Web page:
Release Date: July 3, 2001
|Energy Department to Study New Ways To Capture,
Store Greenhouse Gases
New Projects Follow President Bush's Endorsement Of Carbon Sequestration in Climate Change Policy
WASHINGTON, DC - With President Bush citing the promise of new cutting-edge technology as a way to counter the buildup of greenhouse gases, Energy Secretary Spencer Abraham announced today that the U.S. Department of Energy will help co-fund eight new exploratory projects to study ways to capture and store carbon gases.
The eight projects emerged from a nationwide competition that attracted 62 proposals from private companies, universities, local governments, and environmental organizations. The winning proposals came from BP, Alstom Power, Praxair, Consol, Dakota Gasification, Advanced Resources International, The Nature Conservancy, and Yolo County, California.
Each offers an approach to "carbon sequestration," a promising class of technologies that remove global warming gases from the exhausts of power plants or from the atmosphere itself, and securely store them.
"Carbon sequestration is an important option to study because it offers a way to address the global warming issue without having to make radical overhauls of our existing energy systems," said Energy Secretary Spencer Abraham. "This becomes especially significant as we craft energy and environmental strategies that draw upon all of our available energy resources, sustain economic growth, and, at the same time, respond to concerns about the long-term health of our planet."
Last month President Bush cited carbon sequestration as a key part of his strategy for addressing climate change concerns. "We all believe technology offers great promise to significantly reduce emissions - especially carbon capture, storage and sequestration technologies," the President said.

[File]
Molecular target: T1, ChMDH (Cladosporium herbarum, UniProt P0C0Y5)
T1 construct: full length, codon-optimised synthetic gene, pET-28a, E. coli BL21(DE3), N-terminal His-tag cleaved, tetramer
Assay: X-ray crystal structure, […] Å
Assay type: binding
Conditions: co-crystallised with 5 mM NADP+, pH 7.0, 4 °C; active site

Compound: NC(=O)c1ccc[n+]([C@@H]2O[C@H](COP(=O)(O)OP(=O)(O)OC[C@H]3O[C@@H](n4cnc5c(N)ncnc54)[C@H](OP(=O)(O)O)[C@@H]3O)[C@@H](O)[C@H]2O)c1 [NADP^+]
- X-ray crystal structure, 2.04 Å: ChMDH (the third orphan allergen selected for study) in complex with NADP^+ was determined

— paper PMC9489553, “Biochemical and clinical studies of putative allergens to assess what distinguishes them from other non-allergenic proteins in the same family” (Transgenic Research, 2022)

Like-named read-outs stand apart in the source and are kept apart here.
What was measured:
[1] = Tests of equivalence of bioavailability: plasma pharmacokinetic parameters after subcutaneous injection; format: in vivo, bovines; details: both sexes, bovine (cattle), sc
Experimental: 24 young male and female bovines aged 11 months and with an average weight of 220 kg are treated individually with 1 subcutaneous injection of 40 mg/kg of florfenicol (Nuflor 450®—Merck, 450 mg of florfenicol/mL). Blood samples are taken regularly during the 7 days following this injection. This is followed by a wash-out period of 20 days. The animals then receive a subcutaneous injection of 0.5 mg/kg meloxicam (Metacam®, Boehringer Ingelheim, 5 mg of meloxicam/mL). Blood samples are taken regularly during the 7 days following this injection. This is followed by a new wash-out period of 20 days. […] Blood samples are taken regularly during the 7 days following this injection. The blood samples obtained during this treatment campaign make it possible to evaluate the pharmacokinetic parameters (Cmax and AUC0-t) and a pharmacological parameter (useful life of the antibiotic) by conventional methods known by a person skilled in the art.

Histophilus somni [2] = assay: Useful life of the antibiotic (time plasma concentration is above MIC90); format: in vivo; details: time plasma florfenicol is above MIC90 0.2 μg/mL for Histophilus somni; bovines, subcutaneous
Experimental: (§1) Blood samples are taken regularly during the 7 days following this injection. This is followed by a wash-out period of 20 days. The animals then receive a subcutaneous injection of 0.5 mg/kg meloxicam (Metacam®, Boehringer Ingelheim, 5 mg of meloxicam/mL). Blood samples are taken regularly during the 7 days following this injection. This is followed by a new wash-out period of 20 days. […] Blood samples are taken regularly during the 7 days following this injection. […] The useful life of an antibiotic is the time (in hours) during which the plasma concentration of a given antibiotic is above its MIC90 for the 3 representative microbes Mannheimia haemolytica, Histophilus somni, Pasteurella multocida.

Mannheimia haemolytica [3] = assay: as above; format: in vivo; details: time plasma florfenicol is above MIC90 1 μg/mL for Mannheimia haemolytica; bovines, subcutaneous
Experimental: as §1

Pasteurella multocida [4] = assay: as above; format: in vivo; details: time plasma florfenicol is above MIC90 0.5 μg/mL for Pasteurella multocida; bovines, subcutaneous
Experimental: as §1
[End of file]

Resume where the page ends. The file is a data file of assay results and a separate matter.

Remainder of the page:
Projects announced today will study ways to capture the gases and store them in underground geologic formations or in terrestrial vegetation such as forests. Most of the projects will focus on carbon dioxide, but one will collect natural gas from a landfill before it seeps into the air.
The Energy Department's Office of Fossil Energy, which will oversee the research, has set a goal of developing sequestration approaches that cost $10 or less per ton of carbon - equivalent to adding only 0.2 cents per kilowatt-hour to the average cost of electricity. Currently, only a limited number of sequestration options are available, and most can cost as much as 30 times more than the department's goal.
Private sector response to the Energy Department's efforts to develop an expanded menu of environmentally safe and affordable sequestration options has been overwhelming. Prior to the 62 proposals received in the recent competition, the Energy Department had evaluated a similar number of proposals in an earlier round of competition, eventually selecting13 projects.
Also, the private sector proposers have offered to fund an average of 40% of total project costs, well above the 20% minimum cost-sharing that the Energy Department required.
"Government research should be focused on those areas that industry tells us are worth pursuing," Abraham said. "Clearly, the large response and significant cost-sharing from the private sector is a clear message that carbon sequestration is an option worth examining."
The new projects added today were in the following categories and were submitted by:
Separation and Capture
Sequestration in Geological Formations
|Contact: David Anna, DOE/NETL, 412-386-4646|